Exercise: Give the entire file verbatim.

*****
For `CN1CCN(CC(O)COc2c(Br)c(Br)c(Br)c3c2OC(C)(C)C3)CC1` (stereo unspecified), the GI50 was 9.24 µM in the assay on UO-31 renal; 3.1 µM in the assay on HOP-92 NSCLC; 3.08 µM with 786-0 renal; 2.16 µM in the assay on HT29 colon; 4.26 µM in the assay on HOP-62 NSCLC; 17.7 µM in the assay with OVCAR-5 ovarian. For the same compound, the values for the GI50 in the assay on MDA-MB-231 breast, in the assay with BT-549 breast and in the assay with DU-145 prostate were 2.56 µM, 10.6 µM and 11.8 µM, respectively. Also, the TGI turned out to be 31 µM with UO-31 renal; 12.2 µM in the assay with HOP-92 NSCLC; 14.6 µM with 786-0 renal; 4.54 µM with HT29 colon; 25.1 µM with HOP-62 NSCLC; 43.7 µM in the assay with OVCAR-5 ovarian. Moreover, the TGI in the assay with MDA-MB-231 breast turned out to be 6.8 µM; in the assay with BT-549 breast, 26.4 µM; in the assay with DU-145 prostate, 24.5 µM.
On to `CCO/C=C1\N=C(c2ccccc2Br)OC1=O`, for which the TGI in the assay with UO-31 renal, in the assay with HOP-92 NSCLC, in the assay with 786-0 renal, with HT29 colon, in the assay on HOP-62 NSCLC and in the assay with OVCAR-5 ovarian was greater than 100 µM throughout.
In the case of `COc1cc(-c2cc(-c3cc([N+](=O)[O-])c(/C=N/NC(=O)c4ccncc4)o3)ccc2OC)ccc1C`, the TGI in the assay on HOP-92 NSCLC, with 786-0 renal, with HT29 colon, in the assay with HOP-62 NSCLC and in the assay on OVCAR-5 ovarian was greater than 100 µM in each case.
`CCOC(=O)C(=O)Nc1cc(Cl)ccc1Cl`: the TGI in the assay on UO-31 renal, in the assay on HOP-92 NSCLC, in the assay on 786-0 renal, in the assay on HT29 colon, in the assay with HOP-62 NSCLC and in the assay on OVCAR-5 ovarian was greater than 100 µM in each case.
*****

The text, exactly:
For `CN1CCN(CC(O)COc2c(Br)c(Br)c(Br)c3c2OC(C)(C)C3)CC1` (stereo unspecified), the GI50 was 9.24 µM in the assay on UO-31 renal; 3.1 µM in the assay on HOP-92 NSCLC; 3.08 µM with 786-0 renal; 2.16 µM in the assay on HT29 colon; 4.26 µM in the assay on HOP-62 NSCLC; 17.7 µM in the assay with OVCAR-5 ovarian. For the same compound, the values for the GI50 in the assay on MDA-MB-231 breast, in the assay with BT-549 breast and in the assay with DU-145 prostate were 2.56 µM, 10.6 µM and 11.8 µM, respectively. Also, the TGI turned out to be 31 µM with UO-31 renal; 12.2 µM in the assay with HOP-92 NSCLC; 14.6 µM with 786-0 renal; 4.54 µM with HT29 colon; 25.1 µM with HOP-62 NSCLC; 43.7 µM in the assay with OVCAR-5 ovarian. Moreover, the TGI in the assay with MDA-MB-231 breast turned out to be 6.8 µM; in the assay with BT-549 breast, 26.4 µM; in the assay with DU-145 prostate, 24.5 µM.
On to `CCO/C=C1\N=C(c2ccccc2Br)OC1=O`, for which the TGI in the assay with UO-31 renal, in the assay with HOP-92 NSCLC, in the assay with 786-0 renal, with HT29 colon, in the assay on HOP-62 NSCLC and in the assay with OVCAR-5 ovarian was greater than 100 µM throughout.
In the case of `COc1cc(-c2cc(-c3cc([N+](=O)[O-])c(/C=N/NC(=O)c4ccncc4)o3)ccc2OC)ccc1C`, the TGI in the assay on HOP-92 NSCLC, with 786-0 renal, with HT29 colon, in the assay with HOP-62 NSCLC and in the assay on OVCAR-5 ovarian was greater than 100 µM in each case.
`CCOC(=O)C(=O)Nc1cc(Cl)ccc1Cl`: the TGI in the assay on UO-31 renal, in the assay on HOP-92 NSCLC, in the assay on 786-0 renal, in the assay on HT29 colon, in the assay with HOP-62 NSCLC and in the assay on OVCAR-5 ovarian was greater than 100 µM in each case.